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TORONTO (Reuters) - An aboriginal chief who has staged a six-week hunger strike in a teepee near Canada's Parliament to draw attention to native living standards will end her protest on Thursday, her spokesman said.
Theresa Spence, a chief from a remote Ontario reserve, agreed to end the strike after talks with other native groups and opposition political parties, spokesman Danny Metatawabin said.
Spence traveled to Ottawa in December and set up camp on a small island in the Ottawa River to raise awareness about living conditions for natives across Canada.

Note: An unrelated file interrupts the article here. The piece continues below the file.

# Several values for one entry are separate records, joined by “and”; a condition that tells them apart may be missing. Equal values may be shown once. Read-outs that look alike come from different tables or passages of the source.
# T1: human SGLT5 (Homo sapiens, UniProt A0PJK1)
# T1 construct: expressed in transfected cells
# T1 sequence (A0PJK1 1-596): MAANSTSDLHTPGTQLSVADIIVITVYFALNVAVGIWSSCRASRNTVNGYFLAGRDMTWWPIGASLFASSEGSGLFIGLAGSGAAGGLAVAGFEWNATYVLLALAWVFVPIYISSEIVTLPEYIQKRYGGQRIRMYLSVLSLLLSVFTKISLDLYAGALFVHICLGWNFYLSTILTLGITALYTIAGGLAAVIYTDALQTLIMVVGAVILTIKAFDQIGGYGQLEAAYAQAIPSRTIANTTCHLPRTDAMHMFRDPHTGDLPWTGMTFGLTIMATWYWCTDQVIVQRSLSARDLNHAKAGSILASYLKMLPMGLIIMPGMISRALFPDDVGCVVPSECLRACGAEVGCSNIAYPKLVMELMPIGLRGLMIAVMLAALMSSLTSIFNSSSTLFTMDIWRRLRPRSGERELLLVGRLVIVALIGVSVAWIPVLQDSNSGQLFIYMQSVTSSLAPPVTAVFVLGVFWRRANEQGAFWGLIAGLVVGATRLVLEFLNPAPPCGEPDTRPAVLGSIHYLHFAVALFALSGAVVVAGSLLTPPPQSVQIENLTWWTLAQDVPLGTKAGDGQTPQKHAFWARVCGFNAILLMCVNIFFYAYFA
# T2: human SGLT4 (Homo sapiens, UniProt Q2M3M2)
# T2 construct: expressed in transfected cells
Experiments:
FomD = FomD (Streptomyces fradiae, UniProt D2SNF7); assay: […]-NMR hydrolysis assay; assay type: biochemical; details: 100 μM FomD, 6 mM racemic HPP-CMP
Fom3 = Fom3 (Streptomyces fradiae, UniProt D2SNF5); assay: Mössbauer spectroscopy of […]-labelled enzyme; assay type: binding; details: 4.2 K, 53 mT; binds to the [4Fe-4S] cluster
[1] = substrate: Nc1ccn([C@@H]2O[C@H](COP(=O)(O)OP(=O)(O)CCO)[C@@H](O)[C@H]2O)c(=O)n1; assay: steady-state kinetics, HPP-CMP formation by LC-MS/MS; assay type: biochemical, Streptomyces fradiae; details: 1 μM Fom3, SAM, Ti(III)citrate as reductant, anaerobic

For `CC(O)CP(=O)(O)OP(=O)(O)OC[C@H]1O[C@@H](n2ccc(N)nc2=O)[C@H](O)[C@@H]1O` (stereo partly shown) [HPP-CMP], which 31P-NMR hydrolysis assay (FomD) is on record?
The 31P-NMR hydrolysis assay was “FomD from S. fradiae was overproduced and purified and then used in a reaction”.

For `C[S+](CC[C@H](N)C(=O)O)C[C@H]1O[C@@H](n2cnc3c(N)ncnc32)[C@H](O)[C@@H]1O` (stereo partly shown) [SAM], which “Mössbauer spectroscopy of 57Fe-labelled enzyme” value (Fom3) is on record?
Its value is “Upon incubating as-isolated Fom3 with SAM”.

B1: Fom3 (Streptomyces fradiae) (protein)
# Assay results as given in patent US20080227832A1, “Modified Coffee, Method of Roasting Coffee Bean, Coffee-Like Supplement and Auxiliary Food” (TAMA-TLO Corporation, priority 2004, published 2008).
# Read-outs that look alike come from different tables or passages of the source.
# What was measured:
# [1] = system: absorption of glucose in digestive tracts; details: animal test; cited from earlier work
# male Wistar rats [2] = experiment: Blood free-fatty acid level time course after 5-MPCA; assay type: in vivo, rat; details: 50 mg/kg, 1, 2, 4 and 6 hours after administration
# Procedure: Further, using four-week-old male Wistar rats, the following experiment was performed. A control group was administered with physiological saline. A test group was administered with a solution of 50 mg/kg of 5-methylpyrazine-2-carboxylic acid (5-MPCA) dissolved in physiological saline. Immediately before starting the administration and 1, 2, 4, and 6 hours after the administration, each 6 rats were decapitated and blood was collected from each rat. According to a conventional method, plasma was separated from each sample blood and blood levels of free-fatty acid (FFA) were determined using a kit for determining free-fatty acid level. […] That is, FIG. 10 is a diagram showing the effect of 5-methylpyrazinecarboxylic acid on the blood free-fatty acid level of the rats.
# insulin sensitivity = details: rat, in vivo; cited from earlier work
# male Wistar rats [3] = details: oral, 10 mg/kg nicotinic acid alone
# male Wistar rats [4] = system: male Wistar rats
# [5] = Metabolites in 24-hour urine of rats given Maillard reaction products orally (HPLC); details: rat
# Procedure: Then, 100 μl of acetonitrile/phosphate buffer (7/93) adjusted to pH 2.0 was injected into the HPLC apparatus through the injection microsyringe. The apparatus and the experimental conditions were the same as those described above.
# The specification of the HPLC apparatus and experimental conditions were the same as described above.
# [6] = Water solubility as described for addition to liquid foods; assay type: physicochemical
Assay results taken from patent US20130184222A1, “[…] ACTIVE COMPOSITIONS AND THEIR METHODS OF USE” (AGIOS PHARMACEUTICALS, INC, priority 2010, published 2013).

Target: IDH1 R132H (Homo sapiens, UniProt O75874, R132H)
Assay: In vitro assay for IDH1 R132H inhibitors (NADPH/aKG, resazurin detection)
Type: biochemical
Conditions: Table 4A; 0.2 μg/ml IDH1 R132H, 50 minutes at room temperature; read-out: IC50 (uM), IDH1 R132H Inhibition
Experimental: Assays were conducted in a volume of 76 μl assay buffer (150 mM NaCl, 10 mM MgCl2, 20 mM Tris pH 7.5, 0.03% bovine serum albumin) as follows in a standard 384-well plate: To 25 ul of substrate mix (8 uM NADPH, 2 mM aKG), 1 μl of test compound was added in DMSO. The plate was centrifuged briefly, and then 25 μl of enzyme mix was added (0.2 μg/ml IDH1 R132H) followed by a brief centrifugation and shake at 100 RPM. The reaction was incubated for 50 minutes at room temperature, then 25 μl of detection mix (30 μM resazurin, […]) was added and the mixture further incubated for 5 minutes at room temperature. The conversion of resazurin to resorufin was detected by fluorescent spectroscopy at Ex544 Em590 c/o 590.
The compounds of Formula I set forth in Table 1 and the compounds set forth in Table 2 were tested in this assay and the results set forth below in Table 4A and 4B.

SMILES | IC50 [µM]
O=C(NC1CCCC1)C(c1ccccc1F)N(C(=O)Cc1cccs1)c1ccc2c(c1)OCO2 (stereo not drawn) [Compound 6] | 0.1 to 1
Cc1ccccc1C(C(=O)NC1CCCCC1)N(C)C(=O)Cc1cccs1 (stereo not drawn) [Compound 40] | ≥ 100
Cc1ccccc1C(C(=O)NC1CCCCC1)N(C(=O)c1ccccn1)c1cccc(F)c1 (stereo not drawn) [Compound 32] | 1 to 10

She became a focal point of an unprecedented Canadian aboriginal protest movement called "Idle No More" that began with four women in the province of Saskatchewan.
They were protesting legislation by Canada's Conservative government that they believe reduces environmental protection for lakes and rivers.
Aided by Facebook and Twitter, their protest proliferated and drew comparisons to the "Occupy Wall Street" movement.
The campaign aimed to draw attention to problems faced by many of the country's 1.2 million natives.
Ottawa spends about C$11 billion ($11.1 billion) a year on its aboriginal population, but living conditions for many are poor, and some reserves have high rates of poverty, addiction, joblessness and suicide.
Reporting by Russ Blinch, editing by Stacey Joyce